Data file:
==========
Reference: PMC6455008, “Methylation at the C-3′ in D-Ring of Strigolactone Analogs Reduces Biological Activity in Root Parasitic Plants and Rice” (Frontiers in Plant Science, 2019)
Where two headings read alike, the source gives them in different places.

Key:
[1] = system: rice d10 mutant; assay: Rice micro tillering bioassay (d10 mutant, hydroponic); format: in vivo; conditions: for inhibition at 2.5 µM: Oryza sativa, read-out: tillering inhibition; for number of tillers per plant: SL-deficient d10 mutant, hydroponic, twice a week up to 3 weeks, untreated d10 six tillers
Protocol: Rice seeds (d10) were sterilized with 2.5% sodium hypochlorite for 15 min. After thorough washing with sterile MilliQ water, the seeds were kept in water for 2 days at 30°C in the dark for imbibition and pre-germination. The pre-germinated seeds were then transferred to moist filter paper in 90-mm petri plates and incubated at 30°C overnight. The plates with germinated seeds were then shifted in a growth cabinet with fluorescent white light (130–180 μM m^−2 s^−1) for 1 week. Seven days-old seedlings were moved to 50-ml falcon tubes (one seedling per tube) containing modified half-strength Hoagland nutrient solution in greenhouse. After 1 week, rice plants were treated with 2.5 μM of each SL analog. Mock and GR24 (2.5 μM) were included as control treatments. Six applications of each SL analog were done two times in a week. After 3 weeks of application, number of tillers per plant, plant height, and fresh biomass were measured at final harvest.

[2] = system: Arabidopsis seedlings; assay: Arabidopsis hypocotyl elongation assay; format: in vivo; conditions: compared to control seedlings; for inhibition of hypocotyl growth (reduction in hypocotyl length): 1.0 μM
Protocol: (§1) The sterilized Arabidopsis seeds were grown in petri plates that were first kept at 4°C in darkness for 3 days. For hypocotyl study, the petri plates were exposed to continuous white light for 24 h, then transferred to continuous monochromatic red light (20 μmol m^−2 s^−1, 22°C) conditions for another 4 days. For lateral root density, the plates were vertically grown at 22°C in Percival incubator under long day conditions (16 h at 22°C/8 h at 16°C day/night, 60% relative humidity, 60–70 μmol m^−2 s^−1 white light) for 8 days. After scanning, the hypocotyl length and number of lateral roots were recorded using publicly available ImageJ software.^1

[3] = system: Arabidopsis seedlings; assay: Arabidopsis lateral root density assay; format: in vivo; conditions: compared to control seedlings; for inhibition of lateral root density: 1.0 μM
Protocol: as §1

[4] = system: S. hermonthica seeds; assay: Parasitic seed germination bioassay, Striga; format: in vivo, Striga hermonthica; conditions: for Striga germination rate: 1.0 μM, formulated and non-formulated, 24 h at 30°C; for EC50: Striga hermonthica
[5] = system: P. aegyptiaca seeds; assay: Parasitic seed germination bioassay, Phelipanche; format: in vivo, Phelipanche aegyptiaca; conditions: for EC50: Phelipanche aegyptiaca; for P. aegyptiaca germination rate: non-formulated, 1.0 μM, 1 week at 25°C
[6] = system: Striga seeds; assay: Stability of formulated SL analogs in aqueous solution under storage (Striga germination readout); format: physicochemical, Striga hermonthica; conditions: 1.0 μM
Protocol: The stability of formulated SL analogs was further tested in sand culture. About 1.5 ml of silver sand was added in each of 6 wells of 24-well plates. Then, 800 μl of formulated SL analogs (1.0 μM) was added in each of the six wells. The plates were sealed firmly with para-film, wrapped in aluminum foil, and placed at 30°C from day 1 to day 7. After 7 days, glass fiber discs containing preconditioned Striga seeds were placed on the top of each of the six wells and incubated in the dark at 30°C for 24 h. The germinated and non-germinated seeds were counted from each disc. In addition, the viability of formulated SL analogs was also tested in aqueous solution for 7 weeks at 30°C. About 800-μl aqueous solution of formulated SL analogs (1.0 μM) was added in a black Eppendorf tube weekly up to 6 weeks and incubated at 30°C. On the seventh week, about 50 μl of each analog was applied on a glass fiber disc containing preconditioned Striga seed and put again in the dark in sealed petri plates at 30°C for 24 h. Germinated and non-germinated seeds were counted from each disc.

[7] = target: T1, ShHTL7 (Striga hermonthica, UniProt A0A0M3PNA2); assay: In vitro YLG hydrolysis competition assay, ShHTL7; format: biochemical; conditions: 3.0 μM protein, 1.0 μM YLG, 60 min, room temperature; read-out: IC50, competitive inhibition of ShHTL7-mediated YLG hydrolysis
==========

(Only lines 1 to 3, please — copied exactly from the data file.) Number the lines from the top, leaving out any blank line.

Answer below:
Reference: PMC6455008, “Methylation at the C-3′ in D-Ring of Strigolactone Analogs Reduces Biological Activity in Root Parasitic Plants and Rice” (Frontiers in Plant Science, 2019)
Where two headings read alike, the source gives them in different places.

Key: